The prefect of the Congregation for the Doctrine of the Faith, Cardinal Gerhard Müller, has said that Catholics “have no reason to celebrate” the beginning of the Reformation.
The German cardinal said in a new book-length interview: “We Catholics have no reason to celebrate October 31, 1517, the date that is considered the beginning of the Reformation that would lead to the rupture of Western Christianity.”
The date, known as “Reformation Day”, marks Martin Luther’s sending the Archbishop of Mainz and Magdeburg a document protesting at the sale of indulgences – a text which came to be known as the 95 Theses.
Luther did not then propose separating from the Church, but the 95 Theses eventually led to his excommunication in 1521.
Cardinal Müller says in the new book: “If we are convinced that divine revelation is preserved whole and unchanged through Scripture and Tradition, in the doctrine of the Faith, in the sacraments, in the hierarchical constitution of the Church by divine right, founded on the sacrament of holy orders, we cannot accept that there exist sufficient reasons to separate from the Church.”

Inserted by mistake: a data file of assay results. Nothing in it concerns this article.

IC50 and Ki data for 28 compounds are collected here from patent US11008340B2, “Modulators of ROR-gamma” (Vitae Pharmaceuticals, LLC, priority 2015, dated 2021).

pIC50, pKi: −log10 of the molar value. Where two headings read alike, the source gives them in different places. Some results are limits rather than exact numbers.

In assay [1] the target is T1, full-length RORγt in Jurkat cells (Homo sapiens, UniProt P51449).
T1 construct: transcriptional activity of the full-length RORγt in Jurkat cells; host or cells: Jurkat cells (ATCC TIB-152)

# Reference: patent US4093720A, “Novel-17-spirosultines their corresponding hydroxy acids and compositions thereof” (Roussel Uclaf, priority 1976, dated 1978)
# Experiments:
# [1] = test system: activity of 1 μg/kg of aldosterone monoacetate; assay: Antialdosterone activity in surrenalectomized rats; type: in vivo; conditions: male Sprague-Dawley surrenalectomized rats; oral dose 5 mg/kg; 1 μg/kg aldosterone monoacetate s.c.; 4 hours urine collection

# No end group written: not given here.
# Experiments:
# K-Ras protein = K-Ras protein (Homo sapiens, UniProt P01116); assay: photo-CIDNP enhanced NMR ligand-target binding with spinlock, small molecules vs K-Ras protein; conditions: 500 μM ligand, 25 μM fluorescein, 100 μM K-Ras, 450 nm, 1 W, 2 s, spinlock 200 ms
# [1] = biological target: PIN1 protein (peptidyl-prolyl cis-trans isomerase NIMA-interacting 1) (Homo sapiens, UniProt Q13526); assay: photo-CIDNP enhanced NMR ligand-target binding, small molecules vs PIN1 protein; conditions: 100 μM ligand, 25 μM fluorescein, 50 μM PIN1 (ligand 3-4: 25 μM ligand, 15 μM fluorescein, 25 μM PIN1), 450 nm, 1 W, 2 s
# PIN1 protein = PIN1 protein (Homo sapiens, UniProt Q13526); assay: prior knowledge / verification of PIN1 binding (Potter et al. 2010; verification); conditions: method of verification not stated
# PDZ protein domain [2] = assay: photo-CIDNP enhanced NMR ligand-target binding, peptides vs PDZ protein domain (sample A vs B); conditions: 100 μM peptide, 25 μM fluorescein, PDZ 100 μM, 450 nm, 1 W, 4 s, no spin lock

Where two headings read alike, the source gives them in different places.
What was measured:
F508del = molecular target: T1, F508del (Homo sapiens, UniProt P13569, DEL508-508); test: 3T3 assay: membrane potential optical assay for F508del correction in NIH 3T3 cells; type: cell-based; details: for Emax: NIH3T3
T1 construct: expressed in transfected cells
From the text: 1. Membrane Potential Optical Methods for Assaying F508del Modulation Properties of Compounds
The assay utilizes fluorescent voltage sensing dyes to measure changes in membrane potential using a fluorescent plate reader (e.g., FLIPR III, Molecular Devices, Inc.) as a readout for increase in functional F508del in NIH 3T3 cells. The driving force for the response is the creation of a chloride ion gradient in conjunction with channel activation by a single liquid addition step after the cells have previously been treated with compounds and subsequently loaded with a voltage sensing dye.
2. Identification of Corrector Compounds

The remarks will cause a stir, coming a year before the 500th anniversary of Reformation Day. Extensive celebrations and commemorations are planned in Germany and elsewhere.
Pope Francis will travel to Sweden in October 2017 for an ecumenical commemoration, along with representatives of the Lutheran World Federation and other denominations.
Last year the papal preacher, Fr Raniero Cantalamessa, praised the “theological and spiritual enrichment” of the Reformation.
The cardinal noted that the champions of the Reformation had framed the pope as Antichrist in order to “justify the separation” from the Catholic Church.
Cardinal Müller said the great obstacle to ecumenism was relativism and “the acritical adoption of modern ideologies”.
Citing the Vatican II document Dei Verbum, he added: “A Protestantization of the Catholic Church on the basis of a secular vision without reference to transcendence not only cannot reconcile us with the Protestants, but also cannot allow an encounter with the mystery of Christ, because in Him we are repositories of a supernatural revelation to which all of us owe total obedience of intellect and will.”
Last year, the cardinal said that in debates over marriage and the sacraments, pastors should “be very vigilant and not forget the lessons of church history”. He said that confusion over the sacramental nature of marriage could lead to divisions similar to those of the Reformation.